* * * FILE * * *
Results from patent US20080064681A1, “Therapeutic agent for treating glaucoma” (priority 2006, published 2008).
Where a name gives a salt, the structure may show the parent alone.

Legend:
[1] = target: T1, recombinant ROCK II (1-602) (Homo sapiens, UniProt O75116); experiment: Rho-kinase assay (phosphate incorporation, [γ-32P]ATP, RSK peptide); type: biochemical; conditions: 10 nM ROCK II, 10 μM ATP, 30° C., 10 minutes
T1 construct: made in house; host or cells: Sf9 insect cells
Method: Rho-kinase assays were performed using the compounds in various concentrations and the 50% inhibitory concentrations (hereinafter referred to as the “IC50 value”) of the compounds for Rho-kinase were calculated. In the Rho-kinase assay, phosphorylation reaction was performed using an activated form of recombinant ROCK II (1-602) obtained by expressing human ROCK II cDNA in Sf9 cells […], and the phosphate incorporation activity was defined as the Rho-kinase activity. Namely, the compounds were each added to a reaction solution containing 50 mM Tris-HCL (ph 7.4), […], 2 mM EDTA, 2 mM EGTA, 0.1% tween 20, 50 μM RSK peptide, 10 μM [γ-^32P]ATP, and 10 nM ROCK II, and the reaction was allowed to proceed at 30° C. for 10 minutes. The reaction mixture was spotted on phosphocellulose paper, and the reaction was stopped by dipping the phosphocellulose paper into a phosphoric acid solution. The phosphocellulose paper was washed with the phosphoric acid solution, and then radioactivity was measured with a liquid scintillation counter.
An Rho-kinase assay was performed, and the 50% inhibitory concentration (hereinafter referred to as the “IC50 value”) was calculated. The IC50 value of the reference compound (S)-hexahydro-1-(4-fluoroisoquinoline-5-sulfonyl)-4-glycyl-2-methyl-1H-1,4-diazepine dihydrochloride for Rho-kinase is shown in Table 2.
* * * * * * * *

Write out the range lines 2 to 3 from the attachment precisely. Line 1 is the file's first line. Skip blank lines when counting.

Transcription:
Where a name gives a salt, the structure may show the parent alone.

Legend: